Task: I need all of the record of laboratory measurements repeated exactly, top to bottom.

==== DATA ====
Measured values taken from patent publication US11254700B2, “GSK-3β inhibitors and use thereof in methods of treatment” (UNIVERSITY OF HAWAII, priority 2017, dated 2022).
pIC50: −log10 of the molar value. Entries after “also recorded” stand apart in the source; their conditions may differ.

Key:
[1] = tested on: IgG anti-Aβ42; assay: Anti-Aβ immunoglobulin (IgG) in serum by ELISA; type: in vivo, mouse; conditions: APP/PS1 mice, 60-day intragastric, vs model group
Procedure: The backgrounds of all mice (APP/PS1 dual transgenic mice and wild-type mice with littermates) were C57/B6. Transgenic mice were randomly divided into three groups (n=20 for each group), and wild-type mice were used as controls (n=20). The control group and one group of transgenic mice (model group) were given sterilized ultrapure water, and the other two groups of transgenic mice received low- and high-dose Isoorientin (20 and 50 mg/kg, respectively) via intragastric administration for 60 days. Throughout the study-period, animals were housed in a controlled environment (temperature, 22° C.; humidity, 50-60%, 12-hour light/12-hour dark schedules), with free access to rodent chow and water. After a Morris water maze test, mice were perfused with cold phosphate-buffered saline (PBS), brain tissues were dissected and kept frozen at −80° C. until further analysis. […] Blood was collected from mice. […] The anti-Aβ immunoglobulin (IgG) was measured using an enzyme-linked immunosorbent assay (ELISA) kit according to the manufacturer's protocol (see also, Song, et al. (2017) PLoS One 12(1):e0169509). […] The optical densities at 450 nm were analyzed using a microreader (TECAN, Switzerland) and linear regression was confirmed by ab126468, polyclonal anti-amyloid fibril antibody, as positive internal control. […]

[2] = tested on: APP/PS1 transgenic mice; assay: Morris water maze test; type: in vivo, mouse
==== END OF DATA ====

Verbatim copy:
Measured values taken from patent publication US11254700B2, “GSK-3β inhibitors and use thereof in methods of treatment” (UNIVERSITY OF HAWAII, priority 2017, dated 2022).
pIC50: −log10 of the molar value. Entries after “also recorded” stand apart in the source; their conditions may differ.

Key:
[1] = tested on: IgG anti-Aβ42; assay: Anti-Aβ immunoglobulin (IgG) in serum by ELISA; type: in vivo, mouse; conditions: APP/PS1 mice, 60-day intragastric, vs model group
Procedure: The backgrounds of all mice (APP/PS1 dual transgenic mice and wild-type mice with littermates) were C57/B6. Transgenic mice were randomly divided into three groups (n=20 for each group), and wild-type mice were used as controls (n=20). The control group and one group of transgenic mice (model group) were given sterilized ultrapure water, and the other two groups of transgenic mice received low- and high-dose Isoorientin (20 and 50 mg/kg, respectively) via intragastric administration for 60 days. Throughout the study-period, animals were housed in a controlled environment (temperature, 22° C.; humidity, 50-60%, 12-hour light/12-hour dark schedules), with free access to rodent chow and water. After a Morris water maze test, mice were perfused with cold phosphate-buffered saline (PBS), brain tissues were dissected and kept frozen at −80° C. until further analysis. […] Blood was collected from mice. […] The anti-Aβ immunoglobulin (IgG) was measured using an enzyme-linked immunosorbent assay (ELISA) kit according to the manufacturer's protocol (see also, Song, et al. (2017) PLoS One 12(1):e0169509). […] The optical densities at 450 nm were analyzed using a microreader (TECAN, Switzerland) and linear regression was confirmed by ab126468, polyclonal anti-amyloid fibril antibody, as positive internal control. […]

[2] = tested on: APP/PS1 transgenic mice; assay: Morris water maze test; type: in vivo, mouse